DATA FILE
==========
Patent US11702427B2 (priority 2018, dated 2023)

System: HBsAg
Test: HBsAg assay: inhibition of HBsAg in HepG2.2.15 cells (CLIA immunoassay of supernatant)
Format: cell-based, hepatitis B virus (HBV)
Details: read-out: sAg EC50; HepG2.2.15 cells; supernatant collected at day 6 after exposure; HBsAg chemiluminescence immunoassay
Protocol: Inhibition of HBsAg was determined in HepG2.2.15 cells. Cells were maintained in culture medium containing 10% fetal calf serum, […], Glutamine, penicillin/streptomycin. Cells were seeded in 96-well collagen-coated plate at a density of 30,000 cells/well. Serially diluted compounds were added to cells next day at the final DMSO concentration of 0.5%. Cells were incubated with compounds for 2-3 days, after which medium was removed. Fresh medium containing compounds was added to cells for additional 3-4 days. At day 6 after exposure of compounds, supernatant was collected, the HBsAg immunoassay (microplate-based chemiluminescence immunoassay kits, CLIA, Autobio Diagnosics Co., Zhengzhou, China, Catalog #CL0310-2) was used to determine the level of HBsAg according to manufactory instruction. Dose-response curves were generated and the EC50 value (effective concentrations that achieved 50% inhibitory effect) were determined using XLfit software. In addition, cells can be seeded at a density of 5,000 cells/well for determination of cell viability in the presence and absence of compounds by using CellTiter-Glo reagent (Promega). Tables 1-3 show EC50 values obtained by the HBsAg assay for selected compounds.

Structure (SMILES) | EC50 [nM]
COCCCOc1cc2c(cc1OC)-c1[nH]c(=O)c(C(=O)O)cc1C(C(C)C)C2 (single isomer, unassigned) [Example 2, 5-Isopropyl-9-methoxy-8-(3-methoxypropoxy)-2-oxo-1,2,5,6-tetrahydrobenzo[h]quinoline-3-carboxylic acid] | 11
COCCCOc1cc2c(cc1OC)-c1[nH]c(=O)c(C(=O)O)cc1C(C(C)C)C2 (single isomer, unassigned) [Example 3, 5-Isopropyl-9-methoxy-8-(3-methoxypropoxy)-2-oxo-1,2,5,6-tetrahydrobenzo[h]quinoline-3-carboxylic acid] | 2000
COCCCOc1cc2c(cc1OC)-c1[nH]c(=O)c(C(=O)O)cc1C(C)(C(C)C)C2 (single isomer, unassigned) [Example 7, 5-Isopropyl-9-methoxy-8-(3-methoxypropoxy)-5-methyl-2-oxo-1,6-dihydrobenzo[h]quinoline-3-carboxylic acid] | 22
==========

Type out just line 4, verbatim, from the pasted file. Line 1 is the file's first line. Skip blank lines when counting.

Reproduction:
Format: cell-based, hepatitis B virus (HBV)